Assessing the potential of using chaotic advection flow for thermal food processing in heating tubes

Research output: Contribution to journalArticlepeer-review

Authors

Colleges, School and Institutes

Abstract

Most food materials tend to be viscous and in general flow in the laminar regime. In continuous food sterilisation, the non-uniform velocity profile which characterises viscous flow coupled with a non-uniform temperature distribution result in a wide variation of product sterility and nutritional quality across the tube. The challenge is to be able to sterilise the fastest parts in the core region of the tube without over-processing too much the slowest parts near the wall. Chaotic advection is an alternative to turbulence, and uses the stretching and folding property of chaotic flows to promote fluid mixing at low Reynolds numbers. The use of inline static mixers or vortex generators to promote radial mixing and, thus, heat transfer and temperature uniformity, generates large pressure drops but more importantly these devices are unhygienic. We use a validated Computational Fluid Dynamics (CFD) model to show that mechanical vibration is an effective source of chaotic advection. The superimposition of a transverse harmonic motion on the flow of a single-phase viscous fluid in a heating tube, leads to large improvements in thermal processing uniformity and efficiency compared with a conventional process with or without an inline static mixer fitted. Results show that high levels of sterility, processing uniformity and product quality can be achieved in relatively short heating tubes, thus, potentially obviating the need for a holding stage.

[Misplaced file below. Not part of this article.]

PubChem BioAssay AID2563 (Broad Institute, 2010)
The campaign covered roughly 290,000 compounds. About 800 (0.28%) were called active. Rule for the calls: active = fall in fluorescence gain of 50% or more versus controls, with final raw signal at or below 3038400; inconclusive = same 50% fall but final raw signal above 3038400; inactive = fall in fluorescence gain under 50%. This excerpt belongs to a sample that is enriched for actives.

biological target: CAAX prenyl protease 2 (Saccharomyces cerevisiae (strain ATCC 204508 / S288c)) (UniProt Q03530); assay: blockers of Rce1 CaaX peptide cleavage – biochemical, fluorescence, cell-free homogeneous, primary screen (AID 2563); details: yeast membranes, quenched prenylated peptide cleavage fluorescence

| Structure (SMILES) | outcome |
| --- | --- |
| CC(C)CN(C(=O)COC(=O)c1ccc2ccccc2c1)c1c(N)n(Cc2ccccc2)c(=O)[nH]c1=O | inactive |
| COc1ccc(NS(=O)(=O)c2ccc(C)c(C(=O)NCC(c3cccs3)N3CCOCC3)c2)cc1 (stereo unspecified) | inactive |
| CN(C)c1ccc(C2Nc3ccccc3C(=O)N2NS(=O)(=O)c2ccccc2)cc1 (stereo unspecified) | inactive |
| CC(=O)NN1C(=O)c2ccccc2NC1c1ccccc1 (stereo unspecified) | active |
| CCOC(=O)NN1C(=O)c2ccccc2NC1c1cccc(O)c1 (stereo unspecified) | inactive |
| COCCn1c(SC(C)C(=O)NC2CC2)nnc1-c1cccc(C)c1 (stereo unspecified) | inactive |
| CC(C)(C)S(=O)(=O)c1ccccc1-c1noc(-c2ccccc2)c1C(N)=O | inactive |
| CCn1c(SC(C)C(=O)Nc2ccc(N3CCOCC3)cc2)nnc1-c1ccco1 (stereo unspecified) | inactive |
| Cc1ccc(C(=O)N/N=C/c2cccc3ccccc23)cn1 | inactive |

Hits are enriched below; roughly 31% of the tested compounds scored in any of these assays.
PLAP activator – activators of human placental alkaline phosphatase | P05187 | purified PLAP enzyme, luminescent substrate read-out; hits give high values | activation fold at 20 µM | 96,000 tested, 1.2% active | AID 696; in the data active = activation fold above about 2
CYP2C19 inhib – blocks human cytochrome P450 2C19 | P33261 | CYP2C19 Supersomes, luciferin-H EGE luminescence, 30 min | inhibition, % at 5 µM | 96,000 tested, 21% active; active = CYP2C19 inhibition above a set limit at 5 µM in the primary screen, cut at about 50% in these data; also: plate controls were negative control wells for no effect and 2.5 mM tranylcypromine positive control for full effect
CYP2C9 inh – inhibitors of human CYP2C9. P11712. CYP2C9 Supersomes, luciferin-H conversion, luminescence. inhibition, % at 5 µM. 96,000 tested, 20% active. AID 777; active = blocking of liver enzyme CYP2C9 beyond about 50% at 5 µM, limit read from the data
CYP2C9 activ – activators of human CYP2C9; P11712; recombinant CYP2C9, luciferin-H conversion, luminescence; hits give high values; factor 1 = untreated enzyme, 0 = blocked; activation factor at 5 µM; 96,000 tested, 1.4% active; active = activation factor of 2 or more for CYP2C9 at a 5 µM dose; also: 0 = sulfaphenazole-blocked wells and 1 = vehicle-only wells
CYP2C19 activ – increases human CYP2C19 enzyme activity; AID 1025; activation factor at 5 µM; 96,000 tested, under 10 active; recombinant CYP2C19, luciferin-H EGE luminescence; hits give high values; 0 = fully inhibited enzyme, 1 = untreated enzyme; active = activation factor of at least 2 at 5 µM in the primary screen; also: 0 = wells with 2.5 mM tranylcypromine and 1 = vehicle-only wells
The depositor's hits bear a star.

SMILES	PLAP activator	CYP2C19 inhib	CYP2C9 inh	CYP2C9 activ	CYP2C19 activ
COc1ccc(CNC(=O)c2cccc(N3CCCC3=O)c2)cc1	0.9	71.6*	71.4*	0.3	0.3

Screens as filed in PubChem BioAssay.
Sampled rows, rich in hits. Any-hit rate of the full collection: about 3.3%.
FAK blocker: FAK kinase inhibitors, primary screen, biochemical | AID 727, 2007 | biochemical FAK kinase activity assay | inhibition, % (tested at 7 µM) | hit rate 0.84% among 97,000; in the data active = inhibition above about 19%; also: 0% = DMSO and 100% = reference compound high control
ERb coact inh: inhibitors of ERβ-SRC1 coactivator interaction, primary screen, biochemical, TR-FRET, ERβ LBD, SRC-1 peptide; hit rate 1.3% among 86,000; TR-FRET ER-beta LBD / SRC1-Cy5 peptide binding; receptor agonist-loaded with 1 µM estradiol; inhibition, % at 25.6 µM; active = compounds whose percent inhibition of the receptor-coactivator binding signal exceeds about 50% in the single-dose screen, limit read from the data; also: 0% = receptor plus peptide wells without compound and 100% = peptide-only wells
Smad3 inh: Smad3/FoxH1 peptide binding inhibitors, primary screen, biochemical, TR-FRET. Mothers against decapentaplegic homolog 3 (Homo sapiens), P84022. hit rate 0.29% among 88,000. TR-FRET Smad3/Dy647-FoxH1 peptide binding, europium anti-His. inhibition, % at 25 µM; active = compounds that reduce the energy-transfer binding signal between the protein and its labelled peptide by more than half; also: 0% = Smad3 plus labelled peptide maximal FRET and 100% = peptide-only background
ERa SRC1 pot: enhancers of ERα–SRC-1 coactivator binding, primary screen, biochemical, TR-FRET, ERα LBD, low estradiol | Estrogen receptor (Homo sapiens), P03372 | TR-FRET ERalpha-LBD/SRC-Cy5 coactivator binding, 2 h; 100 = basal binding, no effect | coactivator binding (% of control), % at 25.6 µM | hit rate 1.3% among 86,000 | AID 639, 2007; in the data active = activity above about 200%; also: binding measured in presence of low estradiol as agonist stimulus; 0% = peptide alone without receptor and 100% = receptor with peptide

Details

Original languageEnglish
Pages (from-to)9-20
Number of pages12
JournalJournal of Food Engineering
Volume177
Early online date17 Dec 2015
Publication statusPublished - May 2016

Keywords

  • CFD, Chaotic advection, Continuous sterilisation, Food quality, Viscous flow, Vibration, Food sterility

ASJC Scopus subject areas